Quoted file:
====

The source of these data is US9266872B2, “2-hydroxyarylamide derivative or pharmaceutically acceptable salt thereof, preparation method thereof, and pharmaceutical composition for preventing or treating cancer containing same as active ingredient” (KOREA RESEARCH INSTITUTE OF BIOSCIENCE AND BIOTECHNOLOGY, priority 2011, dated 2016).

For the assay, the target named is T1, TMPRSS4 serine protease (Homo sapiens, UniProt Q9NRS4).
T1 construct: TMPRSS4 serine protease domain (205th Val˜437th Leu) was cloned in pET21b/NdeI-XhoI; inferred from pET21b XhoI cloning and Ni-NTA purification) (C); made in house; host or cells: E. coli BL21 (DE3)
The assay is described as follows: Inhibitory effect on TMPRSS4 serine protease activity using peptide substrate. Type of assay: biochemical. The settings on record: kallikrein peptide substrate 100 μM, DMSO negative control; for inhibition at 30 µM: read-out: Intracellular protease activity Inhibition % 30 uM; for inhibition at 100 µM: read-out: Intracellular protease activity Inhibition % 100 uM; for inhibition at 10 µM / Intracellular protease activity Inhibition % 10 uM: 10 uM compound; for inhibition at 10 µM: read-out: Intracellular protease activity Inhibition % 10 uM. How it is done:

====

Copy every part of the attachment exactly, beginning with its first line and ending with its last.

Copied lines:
The source of these data is US9266872B2, “2-hydroxyarylamide derivative or pharmaceutically acceptable salt thereof, preparation method thereof, and pharmaceutical composition for preventing or treating cancer containing same as active ingredient” (KOREA RESEARCH INSTITUTE OF BIOSCIENCE AND BIOTECHNOLOGY, priority 2011, dated 2016).

For the assay, the target named is T1, TMPRSS4 serine protease (Homo sapiens, UniProt Q9NRS4).
T1 construct: TMPRSS4 serine protease domain (205th Val˜437th Leu) was cloned in pET21b/NdeI-XhoI; inferred from pET21b XhoI cloning and Ni-NTA purification) (C); made in house; host or cells: E. coli BL21 (DE3)
The assay is described as follows: Inhibitory effect on TMPRSS4 serine protease activity using peptide substrate. Type of assay: biochemical. The settings on record: kallikrein peptide substrate 100 μM, DMSO negative control; for inhibition at 30 µM: read-out: Intracellular protease activity Inhibition % 30 uM; for inhibition at 100 µM: read-out: Intracellular protease activity Inhibition % 100 uM; for inhibition at 10 µM / Intracellular protease activity Inhibition % 10 uM: 10 uM compound; for inhibition at 10 µM: read-out: Intracellular protease activity Inhibition % 10 uM. How it is done: